• Oh, I forgot about those glorious camp packing days! What I always found exciting was the ratio of the amount of clothes that filled a suitcase…and then the half empty suitcase that returned home. We lost more clothes at camp!

    • I can actually say I’m probably grateful that the suitcase comes back half empty! I see from your site that you’re working on a book project this summer – best of luck! Can’t wait to read it!!

  • Whoa, I’m thinking you deserve a well deserved rest after all that math in camp preparation! Way to go Sergeant Major!

  • our daughters should be best friends. mine goes even further though, taking an array of over the counter medications and creams and a full first aid kit with her incase any untold medical emergency should arise. great post

  • You know the stamps on those self-addressed envelopes might be no good/not enough postage by the time next year rolls around. Just a heads-up. 8)

    If I were you, I’d be a splat on the floor, immobilized by exhaustion. Maybe there will be sleep in your future?

    Great post. Geez, you must be eternally busy with three teenage hockey players – whew!

    • Yeah, sucks about the stamps. Maybe I should just get over my wishful thinking!
      July is my month – NOTHING is on my calendar but get togethers with hubby and friends 🙂

  • What a hoot, Astra! I remember the early days when my daughter would pack at least 12 of her favorite stuffed animals for her getaway adventures. Now I’m lucky if she even lets me take a peek at what she’s packing for her camp adventures. On the upside, she’s become such a great packer that she usually has to intervene to help me with mine!

    • Yes! Forgot the stuffies! Her camp tuck shop sells them so we’re in deep doodoo (usually we go over the do’s and don’t’s of that tuck shop but in my exasperation over the boys’ procrastination I totally forgot!)!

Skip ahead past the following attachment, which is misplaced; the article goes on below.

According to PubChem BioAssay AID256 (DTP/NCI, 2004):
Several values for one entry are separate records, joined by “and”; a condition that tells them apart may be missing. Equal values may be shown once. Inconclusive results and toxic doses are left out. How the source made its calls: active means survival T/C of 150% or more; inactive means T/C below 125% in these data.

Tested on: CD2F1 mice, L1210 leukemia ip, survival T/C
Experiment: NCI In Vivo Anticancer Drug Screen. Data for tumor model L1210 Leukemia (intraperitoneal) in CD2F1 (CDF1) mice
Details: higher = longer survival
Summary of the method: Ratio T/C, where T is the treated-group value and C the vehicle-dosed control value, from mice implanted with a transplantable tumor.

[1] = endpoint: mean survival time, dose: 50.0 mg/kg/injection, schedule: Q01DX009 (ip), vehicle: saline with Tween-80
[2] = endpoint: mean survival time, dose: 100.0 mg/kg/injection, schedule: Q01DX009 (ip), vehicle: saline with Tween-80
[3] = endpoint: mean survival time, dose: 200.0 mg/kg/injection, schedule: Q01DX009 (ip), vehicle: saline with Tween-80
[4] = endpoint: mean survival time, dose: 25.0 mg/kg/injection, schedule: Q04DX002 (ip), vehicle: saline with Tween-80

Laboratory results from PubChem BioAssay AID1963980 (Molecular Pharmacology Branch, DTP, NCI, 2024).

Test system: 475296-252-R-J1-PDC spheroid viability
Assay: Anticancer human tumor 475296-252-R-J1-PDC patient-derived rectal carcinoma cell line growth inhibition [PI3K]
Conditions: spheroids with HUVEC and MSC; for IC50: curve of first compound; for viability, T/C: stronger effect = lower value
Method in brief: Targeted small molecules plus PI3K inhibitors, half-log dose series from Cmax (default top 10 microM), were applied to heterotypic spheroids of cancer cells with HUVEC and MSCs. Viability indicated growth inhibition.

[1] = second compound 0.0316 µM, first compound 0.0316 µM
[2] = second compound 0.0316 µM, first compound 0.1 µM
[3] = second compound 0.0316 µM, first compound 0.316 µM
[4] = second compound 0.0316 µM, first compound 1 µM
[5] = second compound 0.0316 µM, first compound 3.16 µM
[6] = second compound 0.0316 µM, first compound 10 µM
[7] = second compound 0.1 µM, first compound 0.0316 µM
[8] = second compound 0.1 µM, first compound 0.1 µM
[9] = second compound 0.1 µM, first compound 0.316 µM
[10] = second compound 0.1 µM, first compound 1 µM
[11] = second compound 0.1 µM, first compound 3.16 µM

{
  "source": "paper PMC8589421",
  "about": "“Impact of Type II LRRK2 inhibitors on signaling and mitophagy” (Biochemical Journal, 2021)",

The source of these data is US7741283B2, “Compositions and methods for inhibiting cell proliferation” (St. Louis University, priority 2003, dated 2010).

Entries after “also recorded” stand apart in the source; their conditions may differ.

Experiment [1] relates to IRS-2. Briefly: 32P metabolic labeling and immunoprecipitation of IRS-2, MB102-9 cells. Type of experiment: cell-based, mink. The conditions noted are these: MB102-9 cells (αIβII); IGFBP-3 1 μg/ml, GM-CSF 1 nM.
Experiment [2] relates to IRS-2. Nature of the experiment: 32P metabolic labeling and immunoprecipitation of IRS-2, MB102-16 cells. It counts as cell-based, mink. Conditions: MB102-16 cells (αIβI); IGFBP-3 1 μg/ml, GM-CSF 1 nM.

• Oh I remember those days. My kids were 9 years apart so it was a whole new game with each one. I have to admit that once all of the getting ready work was done and they were on the bus for the week, I REALLY enjoyed my time alone. There I’ve said it. Bad momma but they seemed to turn out ok in spite of me. Ha!

    • Absolutely! So nice to be free from a rigourous schedule! Though I must admit it takes me about a week to get used to the freedom!

  • Wow ….you make my head spin with the math!

    I find now the complexity of the bathing suits ( actual ‘swimming’ AND ‘waterfront supervision’….AKA for the boy counsellors) has been overrun by the requisite personal wall photos, ‘snuggly’ campfire blankets….and (dare I say it) cabin ‘ambience’ thingies.

    This year- thankfully- Kid#1 managed her own “pre-camp” inventory list that was carefully printed to assist with the ‘final days of camp pack up’. The latter usually means that she comes home a few Lululemon-less items. ( even with who I LOVE in ’em). And they do all this with great exuberance and nary a look back …….. sniff!

    Looking forward to seeing you at some point this lovely July 🙂

  • I know you don’t want to hear this but wait for the day the 16 is a year or two older and heading off to college. At that point you get into higher math – it’s staggering if not down right painful. On the other hand, you made me smile. I think sometimes being a mom is the hardest job, EVER. At every stage of their development we can’t wait for them to pass through it, grow up, and move on, but at the same time we cherish each phase deeply and think it would be OK if they stayed right where they are a bit longer. We’re always in a muddle – go, stay, grow, stop, mature, be a kid, poor things… poor us. It’s not a job I would recommend, really. You have to have nerves of steel and heart strong that Ironman’s fake one. Snif sniff.. but also smiling.

  • This is such a fun (and funny) post! My daughter is only 8 and packs at least 6 swimming suits just for a weekend trip to grandma and grandpa’s. 🙂 Your math skills are impressive!

  • Hope you get to enjoy some tranquility and I hope you get lots of mail from all your campers!

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About Astra
Ottawa mom of 3 poking fun at myself, motherhood, and minor hockey! I am steering through life dodging stinky hockey gear and empty wine bottles.